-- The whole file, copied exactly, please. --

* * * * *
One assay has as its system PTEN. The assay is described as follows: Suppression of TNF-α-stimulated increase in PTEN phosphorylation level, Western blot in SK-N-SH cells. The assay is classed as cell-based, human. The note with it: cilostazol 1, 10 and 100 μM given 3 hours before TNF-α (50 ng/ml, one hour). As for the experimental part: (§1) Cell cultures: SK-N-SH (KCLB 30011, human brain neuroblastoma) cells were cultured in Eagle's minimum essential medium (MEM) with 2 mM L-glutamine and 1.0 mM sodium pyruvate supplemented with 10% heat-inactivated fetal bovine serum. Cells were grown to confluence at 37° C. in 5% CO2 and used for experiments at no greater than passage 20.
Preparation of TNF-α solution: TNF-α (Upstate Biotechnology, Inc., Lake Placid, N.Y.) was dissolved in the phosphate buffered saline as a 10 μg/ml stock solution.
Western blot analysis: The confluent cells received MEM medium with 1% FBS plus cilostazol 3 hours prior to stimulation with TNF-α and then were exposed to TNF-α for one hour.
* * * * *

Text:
One assay has as its system PTEN. The assay is described as follows: Suppression of TNF-α-stimulated increase in PTEN phosphorylation level, Western blot in SK-N-SH cells. The assay is classed as cell-based, human. The note with it: cilostazol 1, 10 and 100 μM given 3 hours before TNF-α (50 ng/ml, one hour). As for the experimental part: (§1) Cell cultures: SK-N-SH (KCLB 30011, human brain neuroblastoma) cells were cultured in Eagle's minimum essential medium (MEM) with 2 mM L-glutamine and 1.0 mM sodium pyruvate supplemented with 10% heat-inactivated fetal bovine serum. Cells were grown to confluence at 37° C. in 5% CO2 and used for experiments at no greater than passage 20.
Preparation of TNF-α solution: TNF-α (Upstate Biotechnology, Inc., Lake Placid, N.Y.) was dissolved in the phosphate buffered saline as a 10 μg/ml stock solution.
Western blot analysis: The confluent cells received MEM medium with 1% FBS plus cilostazol 3 hours prior to stimulation with TNF-α and then were exposed to TNF-α for one hour.